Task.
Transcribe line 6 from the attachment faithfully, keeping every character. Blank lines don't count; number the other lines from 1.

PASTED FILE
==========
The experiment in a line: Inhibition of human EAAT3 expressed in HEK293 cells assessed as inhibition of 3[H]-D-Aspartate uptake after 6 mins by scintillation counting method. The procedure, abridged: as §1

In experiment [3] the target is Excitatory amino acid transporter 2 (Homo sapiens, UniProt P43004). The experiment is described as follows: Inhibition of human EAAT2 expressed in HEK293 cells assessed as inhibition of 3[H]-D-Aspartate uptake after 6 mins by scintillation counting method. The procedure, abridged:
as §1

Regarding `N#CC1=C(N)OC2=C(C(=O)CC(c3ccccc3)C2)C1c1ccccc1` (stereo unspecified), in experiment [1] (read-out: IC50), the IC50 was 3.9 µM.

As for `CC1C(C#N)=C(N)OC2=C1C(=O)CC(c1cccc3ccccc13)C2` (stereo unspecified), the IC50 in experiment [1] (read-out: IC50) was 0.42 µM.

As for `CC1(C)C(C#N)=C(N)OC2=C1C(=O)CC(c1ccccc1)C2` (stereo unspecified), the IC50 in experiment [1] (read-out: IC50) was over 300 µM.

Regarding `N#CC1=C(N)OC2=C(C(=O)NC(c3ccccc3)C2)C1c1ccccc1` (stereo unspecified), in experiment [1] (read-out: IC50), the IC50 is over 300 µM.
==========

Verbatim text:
As for `CC1(C)C(C#N)=C(N)OC2=C1C(=O)CC(c1ccccc1)C2` (stereo unspecified), the IC50 in experiment [1] (read-out: IC50) was over 300 µM.